Health Insurance for Full Time RVers in 2021

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Many full time RVers work as self-employed entrepreneurs or work short-term jobs without benefits. Without employer benefits, finding affordable health insurance can be one of the most difficult aspects of the RV lifestyle. Finding health insurance as a full time RVer is more difficult as you will need national coverage.

I recently left my corporate telecommuting job and had to find a new option for traveling health insurance. Below is a comprehensive list of all the health insurance options I considered, along with pros and cons for each. This article covers options for RVers who do not have employer-sponsored benefits and are too young to qualify for Medicare.

Please note: I am not endorsing any of the companies or policy types in this article. I am simply sharing the information from my research. Keep in mind, health care options and costs will vary based on your domicile state and other factors.

Before, we dive into the options, here are a few definitions you should understand before researching health insurance options:

  1. ACA compliant: The Affordable Care Act requires that individuals have health coverage that provides minimum essential coverage. Minimum essential coverage requirements include outpatient services, emergency services, hospitalization, maternity and newborn care, mental health services, prescription drugs, rehabilitative services, laboratory services, preventative and wellness services and pediatric services. Although there is no federal tax penalty in most states for 2021, it is important to understand minimum essential coverage in order to understand what may be missing from non-compliant plans.
  2. Major medical: A major medical health insurance plan is a plan that meets all of the minimum essential benefit requirements of the ACA, while providing benefits for a broad range of inpatient and outpatient health-care services.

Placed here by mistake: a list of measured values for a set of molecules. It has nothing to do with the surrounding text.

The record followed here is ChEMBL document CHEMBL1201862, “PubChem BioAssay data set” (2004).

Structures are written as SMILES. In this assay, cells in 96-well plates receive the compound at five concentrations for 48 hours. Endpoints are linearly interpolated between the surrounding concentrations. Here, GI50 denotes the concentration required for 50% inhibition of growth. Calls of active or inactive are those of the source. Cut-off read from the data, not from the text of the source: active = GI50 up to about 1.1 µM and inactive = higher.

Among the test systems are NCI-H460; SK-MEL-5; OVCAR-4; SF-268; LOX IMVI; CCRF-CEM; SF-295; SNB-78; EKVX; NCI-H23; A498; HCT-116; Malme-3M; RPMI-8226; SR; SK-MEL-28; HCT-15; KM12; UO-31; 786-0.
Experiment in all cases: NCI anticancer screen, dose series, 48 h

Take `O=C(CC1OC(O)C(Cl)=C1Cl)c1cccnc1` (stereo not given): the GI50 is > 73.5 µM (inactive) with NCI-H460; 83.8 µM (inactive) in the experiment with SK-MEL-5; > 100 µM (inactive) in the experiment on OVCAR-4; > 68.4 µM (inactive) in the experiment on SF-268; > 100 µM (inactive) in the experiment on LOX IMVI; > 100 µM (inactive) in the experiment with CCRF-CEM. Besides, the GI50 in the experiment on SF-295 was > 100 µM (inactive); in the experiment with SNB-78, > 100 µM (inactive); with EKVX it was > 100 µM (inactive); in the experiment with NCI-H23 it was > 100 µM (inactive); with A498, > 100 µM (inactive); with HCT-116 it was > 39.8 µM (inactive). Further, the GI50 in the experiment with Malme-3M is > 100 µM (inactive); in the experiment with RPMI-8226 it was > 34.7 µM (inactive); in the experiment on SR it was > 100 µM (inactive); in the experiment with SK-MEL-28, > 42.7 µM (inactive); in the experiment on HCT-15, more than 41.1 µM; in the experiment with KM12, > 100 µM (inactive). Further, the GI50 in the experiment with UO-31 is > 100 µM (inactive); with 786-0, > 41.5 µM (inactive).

3. Pre-existing conditions: Pre-existing conditions are conditions that started before an individual’s health benefits went into effect. Most insurance options outside of ACA marketplaces ask applicants questions to determine if they have a pre-existing condition.
  4. Open Enrollment: Unless you have a special circumstance (losing health care, marriage, etc) you must sign up for health insurance during the open enrollment period. The 2021 open enrollment period runs from November 1st, 2020 to December 15th, 2020.

ACA Health Insurance for Full Time RVers

Looking into your Affordable Care Act marketplace options is a great place to start looking for coverage. You can visit healthcare.gov or your state’s marketplace to learn about your options and if you qualify for a subsidy. If you do qualify for a subsidy, the ACA may be your best bet for a comprehensive plan with major medical coverage.

Pros of ACA Health Insurance:

  1. Comprehensive coverage: All plans sold on the marketplace must meet federal requirements for health insurance and provide minimum essential coverage. This means you will have comprehensive medical coverage with major medial and prescription drug benefits.